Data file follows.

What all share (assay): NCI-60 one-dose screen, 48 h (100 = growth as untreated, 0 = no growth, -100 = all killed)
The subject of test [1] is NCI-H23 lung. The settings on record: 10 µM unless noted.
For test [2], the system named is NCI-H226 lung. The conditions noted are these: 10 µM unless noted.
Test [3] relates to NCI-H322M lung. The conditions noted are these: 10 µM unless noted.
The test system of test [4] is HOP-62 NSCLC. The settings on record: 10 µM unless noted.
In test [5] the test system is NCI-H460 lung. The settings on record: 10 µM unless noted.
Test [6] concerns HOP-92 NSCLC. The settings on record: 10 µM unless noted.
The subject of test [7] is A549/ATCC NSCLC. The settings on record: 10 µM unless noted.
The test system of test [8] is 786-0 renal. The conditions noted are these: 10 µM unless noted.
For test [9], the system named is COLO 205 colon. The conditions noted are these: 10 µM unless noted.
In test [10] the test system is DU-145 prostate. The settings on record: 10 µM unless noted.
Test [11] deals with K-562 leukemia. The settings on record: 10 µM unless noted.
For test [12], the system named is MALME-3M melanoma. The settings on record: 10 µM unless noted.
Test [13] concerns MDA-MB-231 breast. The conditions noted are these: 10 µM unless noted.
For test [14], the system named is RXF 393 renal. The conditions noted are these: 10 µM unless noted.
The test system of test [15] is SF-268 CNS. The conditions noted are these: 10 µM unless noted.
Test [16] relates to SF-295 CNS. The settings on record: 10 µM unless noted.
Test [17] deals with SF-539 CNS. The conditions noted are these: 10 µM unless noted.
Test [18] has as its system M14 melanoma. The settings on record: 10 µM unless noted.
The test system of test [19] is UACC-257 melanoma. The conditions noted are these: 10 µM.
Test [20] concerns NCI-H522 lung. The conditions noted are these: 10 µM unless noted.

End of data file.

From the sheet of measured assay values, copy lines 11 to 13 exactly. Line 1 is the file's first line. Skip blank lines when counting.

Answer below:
In test [10] the test system is DU-145 prostate. The settings on record: 10 µM unless noted.
Test [11] deals with K-562 leukemia. The settings on record: 10 µM unless noted.
For test [12], the system named is MALME-3M melanoma. The settings on record: 10 µM unless noted.